High temperature expansion in general

I'm referencing this thesis which should be open-access.

In Appendix D.1 "High temperature expansion in general", the author writes the high temperature expansion in the following way:

\begin{align*} \langle \hat{O} \rangle &= \frac{\sum_i \langle i| \hat{O} e^{-\beta \hat{H}} |i\rangle}{\sum_i \langle i| e^{-\beta \hat{H}} |i\rangle} \\ &= \beta^0 \Bigl[ \frac{1}{\Theta} \mathrm{Tr}(\hat{O})\Bigr] -\beta^1 \Bigl[ \frac{1}{\Theta} \mathrm{Tr}(\hat{O}\hat{H}) - \frac{1}{\Theta^2} \mathrm{Tr}(\hat{O})\mathrm{Tr}(\hat{H}) \Bigr] \\ &\qquad + \beta^2 \Bigl[ \frac{1}{2}\frac{1}{\Theta} \mathrm{Tr}(\hat{O}\hat{H}^2) - \frac{1}{\Theta^2} \mathrm{Tr}(\hat{OH})\mathrm{Tr}(\hat{H}) \\ &\qquad\quad - \frac{1}{2}\frac{1}{\Theta^2} \mathrm{Tr}(\hat{O})\mathrm{Tr}(\hat{H}^2) + \frac{1}{\Theta^3} \mathrm{Tr}(\hat{O})\mathrm{Tr}(\hat{H})^2 \Bigr] + \mathcal{O}(\beta^3) \end{align*} where $$\hat{O}$$ is some operator and trace is over multiparticle states $$|i\rangle$$; $$\Theta \equiv \mathrm{Tr}(I)$$ is the dimension of the problem.

My question is: How did they do this expansion? (My attempt:) Clearly there has been an expansion of the exponential in the numerator in terms of $$\beta$$, $$\sum_i \langle i| \hat{O} e^{-\beta \hat{H}} |i\rangle = \sum_m \frac{(-\beta)^m}{m!} \sum_i \langle i| \hat{O} \hat{H}^m |i\rangle \tag{1}$$

but I'm not sure 1) how or where $$\Theta$$ comes from, and also 2) why there is a split of the traced terms: $$\mathrm{Tr}(\hat{O}\hat{H})$$, $$\mathrm{Tr}(\hat{O})\mathrm{Tr}(\hat{H})$$ in $$\beta^1$$ for example. And also 3) how to formally divide out the denominator $$\sum_i \langle i| e^{-\beta \hat{H}} |i\rangle$$, like after substituting (1) back into the original equation:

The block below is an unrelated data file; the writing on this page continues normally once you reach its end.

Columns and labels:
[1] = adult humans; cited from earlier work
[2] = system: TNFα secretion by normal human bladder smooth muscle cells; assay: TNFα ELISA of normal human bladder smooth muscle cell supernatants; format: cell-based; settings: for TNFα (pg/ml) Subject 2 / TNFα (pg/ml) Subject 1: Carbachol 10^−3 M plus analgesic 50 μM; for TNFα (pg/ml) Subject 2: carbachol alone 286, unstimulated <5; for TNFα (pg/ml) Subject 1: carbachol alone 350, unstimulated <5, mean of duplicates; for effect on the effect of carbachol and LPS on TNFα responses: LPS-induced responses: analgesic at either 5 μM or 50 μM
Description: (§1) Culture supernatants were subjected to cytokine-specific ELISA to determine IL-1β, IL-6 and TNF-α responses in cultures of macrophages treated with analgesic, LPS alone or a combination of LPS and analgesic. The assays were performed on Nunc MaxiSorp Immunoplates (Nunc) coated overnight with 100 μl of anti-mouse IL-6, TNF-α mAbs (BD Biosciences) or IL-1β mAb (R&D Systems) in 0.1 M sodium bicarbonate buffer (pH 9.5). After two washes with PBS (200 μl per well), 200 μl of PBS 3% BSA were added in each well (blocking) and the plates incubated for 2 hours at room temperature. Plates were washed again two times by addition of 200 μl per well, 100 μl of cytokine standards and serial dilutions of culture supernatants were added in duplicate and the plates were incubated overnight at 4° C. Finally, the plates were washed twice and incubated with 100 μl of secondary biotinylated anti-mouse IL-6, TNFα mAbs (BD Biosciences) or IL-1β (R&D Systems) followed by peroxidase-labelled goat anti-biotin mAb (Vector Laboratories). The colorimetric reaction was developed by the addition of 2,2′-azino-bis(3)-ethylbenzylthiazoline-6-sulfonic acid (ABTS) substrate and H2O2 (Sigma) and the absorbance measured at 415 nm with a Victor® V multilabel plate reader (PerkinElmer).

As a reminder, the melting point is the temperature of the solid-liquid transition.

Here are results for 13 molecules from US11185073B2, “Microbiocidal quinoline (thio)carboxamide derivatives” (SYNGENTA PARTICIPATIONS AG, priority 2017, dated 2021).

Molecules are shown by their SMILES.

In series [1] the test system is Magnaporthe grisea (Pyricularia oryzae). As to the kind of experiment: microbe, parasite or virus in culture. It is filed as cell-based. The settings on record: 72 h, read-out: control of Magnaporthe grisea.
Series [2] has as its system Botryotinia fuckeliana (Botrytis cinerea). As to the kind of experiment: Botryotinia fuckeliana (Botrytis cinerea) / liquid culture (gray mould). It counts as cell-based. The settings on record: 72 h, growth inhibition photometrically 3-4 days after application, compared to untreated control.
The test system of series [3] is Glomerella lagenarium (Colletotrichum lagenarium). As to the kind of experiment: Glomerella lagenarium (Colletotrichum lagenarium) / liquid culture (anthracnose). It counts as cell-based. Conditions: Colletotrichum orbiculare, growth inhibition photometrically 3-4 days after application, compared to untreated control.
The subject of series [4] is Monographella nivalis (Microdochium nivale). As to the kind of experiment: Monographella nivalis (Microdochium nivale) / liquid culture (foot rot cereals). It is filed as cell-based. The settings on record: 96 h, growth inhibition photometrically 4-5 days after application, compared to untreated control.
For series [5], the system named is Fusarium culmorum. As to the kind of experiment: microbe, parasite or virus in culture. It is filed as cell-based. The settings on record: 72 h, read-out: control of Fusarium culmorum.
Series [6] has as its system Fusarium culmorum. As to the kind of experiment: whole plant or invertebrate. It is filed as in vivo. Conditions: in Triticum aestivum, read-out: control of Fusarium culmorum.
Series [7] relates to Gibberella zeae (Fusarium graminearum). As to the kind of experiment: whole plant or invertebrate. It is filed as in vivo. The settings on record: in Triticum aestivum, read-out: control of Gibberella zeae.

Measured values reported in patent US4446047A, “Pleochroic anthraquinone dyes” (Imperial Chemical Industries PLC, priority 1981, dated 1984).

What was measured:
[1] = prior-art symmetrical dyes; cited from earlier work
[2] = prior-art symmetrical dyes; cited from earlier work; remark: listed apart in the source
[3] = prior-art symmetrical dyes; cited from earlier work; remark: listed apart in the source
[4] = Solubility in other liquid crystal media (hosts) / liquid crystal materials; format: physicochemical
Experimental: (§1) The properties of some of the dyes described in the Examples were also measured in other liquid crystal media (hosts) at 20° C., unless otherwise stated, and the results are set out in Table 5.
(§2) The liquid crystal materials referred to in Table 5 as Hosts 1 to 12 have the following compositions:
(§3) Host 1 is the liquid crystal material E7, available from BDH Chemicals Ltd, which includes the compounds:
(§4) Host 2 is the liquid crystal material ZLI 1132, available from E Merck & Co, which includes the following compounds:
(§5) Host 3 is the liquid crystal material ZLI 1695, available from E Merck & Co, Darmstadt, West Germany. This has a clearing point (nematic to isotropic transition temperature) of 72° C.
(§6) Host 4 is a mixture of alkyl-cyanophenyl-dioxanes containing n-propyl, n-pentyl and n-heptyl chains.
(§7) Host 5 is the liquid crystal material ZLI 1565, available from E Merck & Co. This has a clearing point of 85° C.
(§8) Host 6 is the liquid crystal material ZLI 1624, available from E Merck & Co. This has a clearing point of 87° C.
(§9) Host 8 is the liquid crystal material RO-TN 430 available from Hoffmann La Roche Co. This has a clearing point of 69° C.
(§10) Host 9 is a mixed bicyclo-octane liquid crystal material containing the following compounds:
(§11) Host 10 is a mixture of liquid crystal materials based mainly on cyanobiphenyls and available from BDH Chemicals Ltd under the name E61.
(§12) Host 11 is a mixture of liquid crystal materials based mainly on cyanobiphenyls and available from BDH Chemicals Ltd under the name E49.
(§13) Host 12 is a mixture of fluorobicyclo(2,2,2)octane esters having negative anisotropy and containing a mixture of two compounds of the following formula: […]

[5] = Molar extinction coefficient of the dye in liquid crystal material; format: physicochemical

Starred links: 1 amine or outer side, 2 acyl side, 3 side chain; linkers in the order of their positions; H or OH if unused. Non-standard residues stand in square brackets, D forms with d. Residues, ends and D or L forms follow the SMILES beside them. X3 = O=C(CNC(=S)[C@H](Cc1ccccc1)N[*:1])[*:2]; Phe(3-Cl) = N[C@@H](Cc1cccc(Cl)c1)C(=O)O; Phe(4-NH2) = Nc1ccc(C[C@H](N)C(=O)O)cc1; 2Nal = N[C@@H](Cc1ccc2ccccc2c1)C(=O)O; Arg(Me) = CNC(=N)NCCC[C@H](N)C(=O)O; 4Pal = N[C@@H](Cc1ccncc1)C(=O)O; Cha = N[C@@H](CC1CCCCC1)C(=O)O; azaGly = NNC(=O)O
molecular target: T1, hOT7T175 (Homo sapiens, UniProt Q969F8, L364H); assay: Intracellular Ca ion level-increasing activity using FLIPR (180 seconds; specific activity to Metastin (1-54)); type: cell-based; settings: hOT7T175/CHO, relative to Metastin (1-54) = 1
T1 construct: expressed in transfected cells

$$\frac{\sum_i \langle i| \hat{O} \hat{H}^m |i\rangle}{\sum_i \langle i| e^{-\beta \hat{H}} |i\rangle} = \text{terms for each \beta^m}$$

Can someone enlighten me on this?

To first order in $$\beta$$, the numerator reads \eqalign{ \sum_i &=\sum_i -\beta\sum_i\cr &={\rm Tr}\ \!O-\beta\ \!{\rm Tr}\ \!OH\cr } while the denominator is \eqalign{ \sum_i &=\sum_i -\beta\sum_i\cr &=\Theta-\beta\ \!{\rm Tr}\ \!H\cr &=\Theta\Big(1-{\beta\over\Theta}\ \!{\rm Tr}\ \!H\Big)\cr } Since $$\beta$$ is small, the inverse is (to first order) $${1\over\Theta}\Big(1-{\beta\over\Theta}\ \!{\rm Tr}\ \!H\Big)^{-1}={1\over\Theta}\Big(1+{\beta\over\Theta}\ \!{\rm Tr}\ \!H\Big)$$ The average is finally to first order in $$\beta$$ \eqalign{ \langle O\rangle&={1\over\Theta}\Big({\rm Tr}\ \!O-\beta\ \!{\rm Tr}\ \!OH\Big)\Big(1+{\beta\over\Theta}\ \!{\rm Tr}\ \!H\Big)\cr &={1\over\Theta}{\rm Tr}\ \!O -{\beta\over\Theta}{\rm Tr}\ \!OH +{\beta\over\Theta^2}{\rm Tr}\ \!O\ {\rm Tr}\ \!H\cr } I let you extend the calculation to higher orders.
• There's a typo for your denominator line, but otherwise I get the gist of the method. Thank you! ($\sum_i<i|e^{-\beta H}|i>$, not $\sum_i<i|Oe^{-\beta H}|i>$.) – ksgj1 Nov 7 '18 at 2:36